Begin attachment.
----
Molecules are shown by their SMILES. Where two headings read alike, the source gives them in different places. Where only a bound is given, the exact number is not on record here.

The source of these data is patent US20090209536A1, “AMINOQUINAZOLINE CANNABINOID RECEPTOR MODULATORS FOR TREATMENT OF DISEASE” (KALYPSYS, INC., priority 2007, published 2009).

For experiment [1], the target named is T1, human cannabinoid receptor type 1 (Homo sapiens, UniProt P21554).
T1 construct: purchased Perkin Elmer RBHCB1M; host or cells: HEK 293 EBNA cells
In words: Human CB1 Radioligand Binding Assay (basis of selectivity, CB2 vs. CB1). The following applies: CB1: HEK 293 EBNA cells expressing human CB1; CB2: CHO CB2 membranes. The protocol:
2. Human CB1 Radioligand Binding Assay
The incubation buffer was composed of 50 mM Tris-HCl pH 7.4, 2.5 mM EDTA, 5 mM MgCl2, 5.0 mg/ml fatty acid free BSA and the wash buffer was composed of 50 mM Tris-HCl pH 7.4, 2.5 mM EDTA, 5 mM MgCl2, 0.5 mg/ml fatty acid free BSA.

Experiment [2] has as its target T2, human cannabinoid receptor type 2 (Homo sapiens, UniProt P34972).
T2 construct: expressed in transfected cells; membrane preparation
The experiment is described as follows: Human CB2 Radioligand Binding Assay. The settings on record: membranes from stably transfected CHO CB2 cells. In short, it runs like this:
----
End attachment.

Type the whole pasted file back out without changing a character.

Molecules are shown by their SMILES. Where two headings read alike, the source gives them in different places. Where only a bound is given, the exact number is not on record here.

The source of these data is patent US20090209536A1, “AMINOQUINAZOLINE CANNABINOID RECEPTOR MODULATORS FOR TREATMENT OF DISEASE” (KALYPSYS, INC., priority 2007, published 2009).

For experiment [1], the target named is T1, human cannabinoid receptor type 1 (Homo sapiens, UniProt P21554).
T1 construct: purchased Perkin Elmer RBHCB1M; host or cells: HEK 293 EBNA cells
In words: Human CB1 Radioligand Binding Assay (basis of selectivity, CB2 vs. CB1). The following applies: CB1: HEK 293 EBNA cells expressing human CB1; CB2: CHO CB2 membranes. The protocol:
2. Human CB1 Radioligand Binding Assay
The incubation buffer was composed of 50 mM Tris-HCl pH 7.4, 2.5 mM EDTA, 5 mM MgCl2, 5.0 mg/ml fatty acid free BSA and the wash buffer was composed of 50 mM Tris-HCl pH 7.4, 2.5 mM EDTA, 5 mM MgCl2, 0.5 mg/ml fatty acid free BSA.

Experiment [2] has as its target T2, human cannabinoid receptor type 2 (Homo sapiens, UniProt P34972).
T2 construct: expressed in transfected cells; membrane preparation
The experiment is described as follows: Human CB2 Radioligand Binding Assay. The settings on record: membranes from stably transfected CHO CB2 cells. In short, it runs like this: